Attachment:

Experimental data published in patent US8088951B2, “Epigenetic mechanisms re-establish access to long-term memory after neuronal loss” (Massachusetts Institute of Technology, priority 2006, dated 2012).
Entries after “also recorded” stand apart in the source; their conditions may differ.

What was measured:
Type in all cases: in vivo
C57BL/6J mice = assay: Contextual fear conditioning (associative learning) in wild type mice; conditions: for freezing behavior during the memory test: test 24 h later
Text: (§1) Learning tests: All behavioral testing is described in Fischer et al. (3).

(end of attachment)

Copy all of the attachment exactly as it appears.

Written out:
Experimental data published in patent US8088951B2, “Epigenetic mechanisms re-establish access to long-term memory after neuronal loss” (Massachusetts Institute of Technology, priority 2006, dated 2012).
Entries after “also recorded” stand apart in the source; their conditions may differ.

What was measured:
Type in all cases: in vivo
C57BL/6J mice = assay: Contextual fear conditioning (associative learning) in wild type mice; conditions: for freezing behavior during the memory test: test 24 h later
Text: (§1) Learning tests: All behavioral testing is described in Fischer et al. (3).